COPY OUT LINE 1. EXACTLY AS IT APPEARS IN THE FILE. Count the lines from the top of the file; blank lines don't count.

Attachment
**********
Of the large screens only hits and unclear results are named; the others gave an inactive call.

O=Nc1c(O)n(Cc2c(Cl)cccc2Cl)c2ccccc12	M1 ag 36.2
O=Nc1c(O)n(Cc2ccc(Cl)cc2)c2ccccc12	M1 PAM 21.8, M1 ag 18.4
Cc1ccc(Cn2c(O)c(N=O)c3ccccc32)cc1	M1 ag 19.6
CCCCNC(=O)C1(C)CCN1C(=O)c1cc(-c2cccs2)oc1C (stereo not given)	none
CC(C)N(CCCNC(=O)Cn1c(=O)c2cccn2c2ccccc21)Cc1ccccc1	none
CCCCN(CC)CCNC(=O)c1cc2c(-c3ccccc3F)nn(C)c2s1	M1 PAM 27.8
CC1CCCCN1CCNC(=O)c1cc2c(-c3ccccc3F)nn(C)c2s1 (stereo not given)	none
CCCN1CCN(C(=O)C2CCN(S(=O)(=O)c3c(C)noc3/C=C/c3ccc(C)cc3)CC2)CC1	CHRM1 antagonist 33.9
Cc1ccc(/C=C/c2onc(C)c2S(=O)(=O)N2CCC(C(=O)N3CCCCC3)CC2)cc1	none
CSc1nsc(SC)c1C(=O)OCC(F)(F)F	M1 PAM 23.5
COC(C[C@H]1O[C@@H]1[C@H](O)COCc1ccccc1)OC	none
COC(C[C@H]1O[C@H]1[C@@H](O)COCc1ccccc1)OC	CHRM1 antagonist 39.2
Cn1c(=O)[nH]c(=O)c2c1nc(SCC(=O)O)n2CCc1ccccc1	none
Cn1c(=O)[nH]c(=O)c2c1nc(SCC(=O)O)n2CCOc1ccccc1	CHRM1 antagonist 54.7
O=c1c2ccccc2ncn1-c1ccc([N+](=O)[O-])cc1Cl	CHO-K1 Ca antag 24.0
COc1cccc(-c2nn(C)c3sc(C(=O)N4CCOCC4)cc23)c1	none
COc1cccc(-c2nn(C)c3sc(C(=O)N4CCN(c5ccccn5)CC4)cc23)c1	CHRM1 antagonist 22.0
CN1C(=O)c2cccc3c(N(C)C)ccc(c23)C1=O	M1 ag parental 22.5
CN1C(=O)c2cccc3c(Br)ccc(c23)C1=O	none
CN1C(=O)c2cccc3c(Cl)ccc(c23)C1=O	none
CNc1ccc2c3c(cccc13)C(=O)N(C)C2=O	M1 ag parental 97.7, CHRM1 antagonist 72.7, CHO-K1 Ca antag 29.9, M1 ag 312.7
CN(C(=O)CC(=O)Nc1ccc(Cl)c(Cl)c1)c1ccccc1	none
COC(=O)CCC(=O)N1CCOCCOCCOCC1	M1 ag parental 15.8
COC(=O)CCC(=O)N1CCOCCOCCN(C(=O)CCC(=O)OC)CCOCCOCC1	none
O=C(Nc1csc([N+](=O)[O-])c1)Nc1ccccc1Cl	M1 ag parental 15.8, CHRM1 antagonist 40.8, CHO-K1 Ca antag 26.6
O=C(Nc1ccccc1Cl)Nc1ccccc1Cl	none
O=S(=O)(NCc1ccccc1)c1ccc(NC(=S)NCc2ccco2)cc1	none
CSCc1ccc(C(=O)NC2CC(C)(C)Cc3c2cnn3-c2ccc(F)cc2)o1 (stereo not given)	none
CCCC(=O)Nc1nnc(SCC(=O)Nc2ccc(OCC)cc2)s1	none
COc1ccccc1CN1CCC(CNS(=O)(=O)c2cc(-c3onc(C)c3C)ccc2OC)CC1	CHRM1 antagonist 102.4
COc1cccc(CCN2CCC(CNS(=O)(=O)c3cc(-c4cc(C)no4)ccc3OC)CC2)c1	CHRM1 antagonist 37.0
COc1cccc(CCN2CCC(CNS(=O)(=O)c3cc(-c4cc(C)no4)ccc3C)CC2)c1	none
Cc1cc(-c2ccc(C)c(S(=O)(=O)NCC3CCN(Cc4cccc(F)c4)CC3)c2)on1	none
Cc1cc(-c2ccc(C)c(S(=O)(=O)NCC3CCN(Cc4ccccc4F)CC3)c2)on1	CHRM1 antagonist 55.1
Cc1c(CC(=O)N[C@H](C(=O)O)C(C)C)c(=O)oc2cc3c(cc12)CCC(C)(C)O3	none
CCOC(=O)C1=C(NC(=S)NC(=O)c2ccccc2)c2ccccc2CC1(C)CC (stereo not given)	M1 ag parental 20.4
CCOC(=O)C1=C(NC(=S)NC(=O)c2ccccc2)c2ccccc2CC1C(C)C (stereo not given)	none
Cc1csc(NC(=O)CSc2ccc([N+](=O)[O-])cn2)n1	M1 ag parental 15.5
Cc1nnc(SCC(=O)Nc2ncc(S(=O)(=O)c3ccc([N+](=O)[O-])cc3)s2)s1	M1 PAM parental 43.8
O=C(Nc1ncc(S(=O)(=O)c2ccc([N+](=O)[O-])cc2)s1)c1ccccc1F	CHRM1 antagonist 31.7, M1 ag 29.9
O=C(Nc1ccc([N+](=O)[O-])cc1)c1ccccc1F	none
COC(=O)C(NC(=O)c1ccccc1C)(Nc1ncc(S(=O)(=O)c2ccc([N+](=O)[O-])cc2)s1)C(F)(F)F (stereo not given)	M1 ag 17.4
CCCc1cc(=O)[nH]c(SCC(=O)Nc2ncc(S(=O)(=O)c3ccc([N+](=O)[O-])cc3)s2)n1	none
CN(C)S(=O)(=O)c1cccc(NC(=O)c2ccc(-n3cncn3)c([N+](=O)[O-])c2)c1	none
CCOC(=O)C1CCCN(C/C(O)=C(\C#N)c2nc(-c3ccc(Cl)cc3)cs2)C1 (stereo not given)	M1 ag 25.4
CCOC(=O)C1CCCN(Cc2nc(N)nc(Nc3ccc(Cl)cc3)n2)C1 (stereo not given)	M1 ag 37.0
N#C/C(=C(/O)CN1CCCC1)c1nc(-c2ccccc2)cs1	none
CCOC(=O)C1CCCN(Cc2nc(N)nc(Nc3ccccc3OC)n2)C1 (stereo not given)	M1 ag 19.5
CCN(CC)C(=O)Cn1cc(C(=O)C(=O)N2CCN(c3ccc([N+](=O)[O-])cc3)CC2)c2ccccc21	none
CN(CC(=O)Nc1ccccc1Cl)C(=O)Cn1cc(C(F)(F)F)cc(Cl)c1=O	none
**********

Of the large screens only hits and unclear results are named; the others gave an inactive call.